I spent hours on the beach yesterday on a low tide beach walk. It was rejuvenating and magical. It rained and it sunned. I met strange creatures and friends. I wholeheartedly believe in Dr. John Medina's 12th Brain Rule: we are powerful and natural explorers.
Most people see the beach and see this. A beach. Some gravel. Okay, lots of gravel. Some slimy green stuff. Cold-ass water. This is a minus 2 tide on a cool July day on Sunset Beach on Lummi Island in the San Juan's. I've lived here for over nine years now and every day, every tide is completely different.
Our beach is pristine and natural. It used to be empty almost all the time, but that is changing. We share our beach with The Willows Inn. I have always loved the place. They do an amazing job, and finally they are getting their due, being touted in the New York Times multiple times- all because of him. He is chef Blaine Wetzel. He is 25 years old. He uses only local ingredients including the wild mustard that grows on the lot next to us, Nootka rose petals on the road, and the wild beach peas on our beach. But this is not about Blaine. I've been harvesting stuff on the island for years.
That emerald green seaweed is sea lettuce. It's delicious in a stir fry. The olive green growth that looks like puffy fingers is fucus; otherwise known as pop weed, bladder wrack, and even fucus mucus. It can be made into "sea cheetos." (I never acquired a taste for it.) I've made bull kelp pickle rings, and wrapped a salmon in kelp fronds to steam while it grills.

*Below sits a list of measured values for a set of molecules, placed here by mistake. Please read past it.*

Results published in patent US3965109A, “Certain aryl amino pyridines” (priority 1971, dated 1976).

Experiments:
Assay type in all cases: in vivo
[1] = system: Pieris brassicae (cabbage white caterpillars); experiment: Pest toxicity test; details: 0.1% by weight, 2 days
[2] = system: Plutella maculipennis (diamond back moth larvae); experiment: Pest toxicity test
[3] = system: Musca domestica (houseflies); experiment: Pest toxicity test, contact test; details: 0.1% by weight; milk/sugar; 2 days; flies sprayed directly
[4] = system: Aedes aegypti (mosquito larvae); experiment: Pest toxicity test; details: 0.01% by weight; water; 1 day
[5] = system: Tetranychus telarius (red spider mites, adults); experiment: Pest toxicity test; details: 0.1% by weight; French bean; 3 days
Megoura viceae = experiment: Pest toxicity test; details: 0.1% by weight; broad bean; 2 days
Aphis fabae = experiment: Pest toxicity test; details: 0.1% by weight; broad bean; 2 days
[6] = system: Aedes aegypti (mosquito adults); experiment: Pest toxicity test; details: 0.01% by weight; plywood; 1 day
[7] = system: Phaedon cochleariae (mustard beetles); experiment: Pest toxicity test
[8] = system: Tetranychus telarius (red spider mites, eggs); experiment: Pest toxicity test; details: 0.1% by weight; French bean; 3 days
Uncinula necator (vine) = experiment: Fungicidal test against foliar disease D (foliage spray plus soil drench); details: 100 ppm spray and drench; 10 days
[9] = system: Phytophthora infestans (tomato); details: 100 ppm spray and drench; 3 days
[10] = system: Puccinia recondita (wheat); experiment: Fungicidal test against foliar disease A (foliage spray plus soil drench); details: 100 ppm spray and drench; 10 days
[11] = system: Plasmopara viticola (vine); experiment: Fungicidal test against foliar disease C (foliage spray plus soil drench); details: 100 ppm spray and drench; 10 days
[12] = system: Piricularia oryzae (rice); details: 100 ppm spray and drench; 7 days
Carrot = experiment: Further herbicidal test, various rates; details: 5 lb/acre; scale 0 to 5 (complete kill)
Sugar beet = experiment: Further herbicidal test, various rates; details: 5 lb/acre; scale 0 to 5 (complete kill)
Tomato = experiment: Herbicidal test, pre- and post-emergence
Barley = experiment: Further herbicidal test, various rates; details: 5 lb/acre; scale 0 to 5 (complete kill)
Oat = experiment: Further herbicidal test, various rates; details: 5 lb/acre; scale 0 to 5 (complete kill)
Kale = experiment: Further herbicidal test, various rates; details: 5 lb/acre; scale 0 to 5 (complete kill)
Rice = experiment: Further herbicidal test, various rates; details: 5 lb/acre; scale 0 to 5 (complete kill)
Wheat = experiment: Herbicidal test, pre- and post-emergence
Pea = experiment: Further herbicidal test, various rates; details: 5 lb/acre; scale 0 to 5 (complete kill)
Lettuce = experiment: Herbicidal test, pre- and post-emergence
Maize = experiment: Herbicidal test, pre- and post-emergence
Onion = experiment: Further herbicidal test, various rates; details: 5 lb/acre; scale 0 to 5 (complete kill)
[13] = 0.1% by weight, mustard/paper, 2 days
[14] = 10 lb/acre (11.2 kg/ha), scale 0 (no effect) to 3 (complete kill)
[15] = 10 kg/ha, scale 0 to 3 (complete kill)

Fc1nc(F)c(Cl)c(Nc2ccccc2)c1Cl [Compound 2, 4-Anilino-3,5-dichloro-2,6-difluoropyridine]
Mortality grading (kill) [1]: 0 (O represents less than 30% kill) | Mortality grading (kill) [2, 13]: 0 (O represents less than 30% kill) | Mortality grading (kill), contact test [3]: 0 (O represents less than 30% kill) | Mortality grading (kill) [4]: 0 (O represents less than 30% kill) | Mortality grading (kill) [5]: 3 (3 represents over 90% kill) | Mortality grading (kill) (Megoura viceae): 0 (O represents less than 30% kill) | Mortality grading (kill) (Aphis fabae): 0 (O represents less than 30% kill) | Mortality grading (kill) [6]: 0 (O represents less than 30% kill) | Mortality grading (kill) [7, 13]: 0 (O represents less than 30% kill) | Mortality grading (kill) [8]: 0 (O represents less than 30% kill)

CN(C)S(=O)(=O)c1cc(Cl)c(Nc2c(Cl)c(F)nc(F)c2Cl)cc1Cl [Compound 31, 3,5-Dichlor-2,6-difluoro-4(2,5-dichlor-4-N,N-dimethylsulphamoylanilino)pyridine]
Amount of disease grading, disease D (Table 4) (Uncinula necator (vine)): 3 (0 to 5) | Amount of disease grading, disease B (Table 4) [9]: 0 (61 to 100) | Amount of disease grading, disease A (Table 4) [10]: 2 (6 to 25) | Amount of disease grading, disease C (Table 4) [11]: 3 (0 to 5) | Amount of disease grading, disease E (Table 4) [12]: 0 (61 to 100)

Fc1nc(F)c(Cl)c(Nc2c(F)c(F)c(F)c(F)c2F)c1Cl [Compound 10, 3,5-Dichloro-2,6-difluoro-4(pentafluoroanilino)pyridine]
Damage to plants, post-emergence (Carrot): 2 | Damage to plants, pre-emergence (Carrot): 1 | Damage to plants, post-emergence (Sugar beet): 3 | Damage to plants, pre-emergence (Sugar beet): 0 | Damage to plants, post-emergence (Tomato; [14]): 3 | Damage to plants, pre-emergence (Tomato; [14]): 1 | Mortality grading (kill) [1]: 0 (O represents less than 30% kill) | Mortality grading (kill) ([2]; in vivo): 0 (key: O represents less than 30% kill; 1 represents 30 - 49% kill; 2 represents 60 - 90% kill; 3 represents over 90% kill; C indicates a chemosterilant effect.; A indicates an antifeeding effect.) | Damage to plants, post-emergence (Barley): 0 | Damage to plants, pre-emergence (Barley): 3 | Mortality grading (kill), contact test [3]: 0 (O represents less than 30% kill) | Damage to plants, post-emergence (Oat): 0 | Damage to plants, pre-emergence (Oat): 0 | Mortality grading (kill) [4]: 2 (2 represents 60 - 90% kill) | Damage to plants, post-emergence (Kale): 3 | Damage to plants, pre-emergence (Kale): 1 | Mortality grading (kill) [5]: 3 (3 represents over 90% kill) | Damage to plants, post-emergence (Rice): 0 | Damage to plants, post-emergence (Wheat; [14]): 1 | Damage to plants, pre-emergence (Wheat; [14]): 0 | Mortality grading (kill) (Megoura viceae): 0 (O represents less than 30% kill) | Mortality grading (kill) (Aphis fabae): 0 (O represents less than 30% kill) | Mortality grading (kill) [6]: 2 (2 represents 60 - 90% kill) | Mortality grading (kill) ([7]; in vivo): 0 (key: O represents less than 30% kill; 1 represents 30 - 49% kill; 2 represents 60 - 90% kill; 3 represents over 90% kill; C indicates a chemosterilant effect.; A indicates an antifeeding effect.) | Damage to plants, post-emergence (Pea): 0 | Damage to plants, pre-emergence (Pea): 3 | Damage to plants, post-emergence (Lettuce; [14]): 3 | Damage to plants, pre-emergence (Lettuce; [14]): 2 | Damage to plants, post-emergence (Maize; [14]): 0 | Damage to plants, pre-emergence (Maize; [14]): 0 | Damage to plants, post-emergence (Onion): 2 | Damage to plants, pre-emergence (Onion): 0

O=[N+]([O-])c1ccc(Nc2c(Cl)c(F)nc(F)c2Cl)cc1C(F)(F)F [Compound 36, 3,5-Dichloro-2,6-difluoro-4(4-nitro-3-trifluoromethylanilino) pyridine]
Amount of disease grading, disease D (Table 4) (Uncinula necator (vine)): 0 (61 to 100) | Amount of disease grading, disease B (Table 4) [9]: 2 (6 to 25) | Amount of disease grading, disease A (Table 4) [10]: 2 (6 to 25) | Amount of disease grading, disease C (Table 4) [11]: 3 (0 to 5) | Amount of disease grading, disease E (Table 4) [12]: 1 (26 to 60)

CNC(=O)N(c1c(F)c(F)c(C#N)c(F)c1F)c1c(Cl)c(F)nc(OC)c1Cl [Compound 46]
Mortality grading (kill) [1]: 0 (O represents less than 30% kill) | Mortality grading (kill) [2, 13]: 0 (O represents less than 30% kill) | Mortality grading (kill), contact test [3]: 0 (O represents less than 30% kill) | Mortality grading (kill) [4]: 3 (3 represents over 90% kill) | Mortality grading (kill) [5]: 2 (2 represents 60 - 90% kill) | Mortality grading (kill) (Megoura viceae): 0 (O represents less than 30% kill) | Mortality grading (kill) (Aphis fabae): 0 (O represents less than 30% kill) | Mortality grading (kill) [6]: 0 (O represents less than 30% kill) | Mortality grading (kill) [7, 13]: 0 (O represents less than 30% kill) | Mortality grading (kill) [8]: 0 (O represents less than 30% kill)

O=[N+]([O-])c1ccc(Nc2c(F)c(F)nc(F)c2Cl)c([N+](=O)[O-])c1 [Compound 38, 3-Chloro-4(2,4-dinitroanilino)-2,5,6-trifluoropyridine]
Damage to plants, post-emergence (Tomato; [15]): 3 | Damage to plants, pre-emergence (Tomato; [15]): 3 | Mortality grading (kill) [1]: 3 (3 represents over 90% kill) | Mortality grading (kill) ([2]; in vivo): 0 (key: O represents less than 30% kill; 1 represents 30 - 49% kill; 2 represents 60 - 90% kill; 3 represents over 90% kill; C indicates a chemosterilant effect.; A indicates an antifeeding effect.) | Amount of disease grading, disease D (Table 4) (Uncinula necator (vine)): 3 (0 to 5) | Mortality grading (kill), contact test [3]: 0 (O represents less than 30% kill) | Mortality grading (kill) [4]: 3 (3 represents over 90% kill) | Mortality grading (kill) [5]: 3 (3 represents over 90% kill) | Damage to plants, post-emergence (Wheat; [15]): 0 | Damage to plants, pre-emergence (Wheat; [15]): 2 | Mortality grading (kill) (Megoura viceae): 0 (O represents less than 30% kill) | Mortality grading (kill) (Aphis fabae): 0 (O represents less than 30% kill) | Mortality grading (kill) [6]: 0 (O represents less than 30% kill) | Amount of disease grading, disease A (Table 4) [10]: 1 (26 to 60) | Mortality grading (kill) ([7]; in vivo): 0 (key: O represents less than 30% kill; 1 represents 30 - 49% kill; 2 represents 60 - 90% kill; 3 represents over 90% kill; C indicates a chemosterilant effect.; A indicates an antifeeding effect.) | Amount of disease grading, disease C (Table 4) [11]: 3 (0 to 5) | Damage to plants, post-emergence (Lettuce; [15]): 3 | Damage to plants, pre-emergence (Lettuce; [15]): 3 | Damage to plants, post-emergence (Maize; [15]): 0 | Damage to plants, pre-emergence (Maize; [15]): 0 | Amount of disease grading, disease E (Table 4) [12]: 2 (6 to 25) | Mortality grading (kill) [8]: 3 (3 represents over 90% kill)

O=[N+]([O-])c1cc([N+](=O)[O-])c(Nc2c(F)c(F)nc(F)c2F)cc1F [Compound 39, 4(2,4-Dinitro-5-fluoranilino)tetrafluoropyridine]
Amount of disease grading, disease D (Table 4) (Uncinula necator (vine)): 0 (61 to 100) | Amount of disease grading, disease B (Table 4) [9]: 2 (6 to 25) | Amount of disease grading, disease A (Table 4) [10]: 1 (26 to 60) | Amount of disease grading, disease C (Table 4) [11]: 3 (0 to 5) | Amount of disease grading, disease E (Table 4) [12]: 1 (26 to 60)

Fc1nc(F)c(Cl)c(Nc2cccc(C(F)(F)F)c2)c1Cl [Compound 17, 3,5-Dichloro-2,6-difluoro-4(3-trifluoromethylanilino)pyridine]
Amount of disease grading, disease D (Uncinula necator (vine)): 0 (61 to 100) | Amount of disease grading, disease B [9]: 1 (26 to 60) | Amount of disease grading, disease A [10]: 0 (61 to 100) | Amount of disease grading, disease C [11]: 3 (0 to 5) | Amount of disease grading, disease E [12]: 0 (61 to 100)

This purple seaweed is Turkish towel. This is an older piece. I prefer mine absolutely fresh. If you boil it in water and then remove the Turkish towel after about twenty minutes, you'll have the gelatin for making chocolate pudding. Just add cocoa, sugar and milk; stir and cool. This is a source of carrageenan. All of this comes from the beach, but I learned how to identify these edibles years ago when I took a fabulous class called "Feasting on Flotsam" taught by the talented and wondrous writer/kayaker/artist Jennifer Hahn.
Not everyone pays as close attention to the details, the minutia, though. The guests from The Willows, who seem to be foodies from around the world, ask me what I'm looking for. Sometimes I say "agates and minerals." Sometimes I say "enlightenment, serenity, grounding, beauty." It just depends on my mood.
I do find that. And more. A half-eaten flounder that an eagle left on the beach. Blaine wouldn't cook it, but I was fascinated by the skull and the texture of its skin. I've found thousands of agates, petrified wood, jade, seal's teeth. Bird bones and feathers.
But what I mostly find is that my feet are happiest on the beach. However I would like to warn the new Willows guests that this is not a beach where you can go barefoot. I saw a couple the other day who were trying to jump from sand patch to sand patch. There is very little sand here unless we get a westerly, which pulls the gravel into the strait. The wife was gallantly laying piles of dried eel grass so the husband, who had very tender feet, could navigate the mineral-rich gravel. I advised them to climb off the beach and walk on the grassy roadside back to the inn.
Or wear sandals. It will be good for your soles.
And your soul, too.
Happy exploring- and I hope you find whatever it is you are looking for.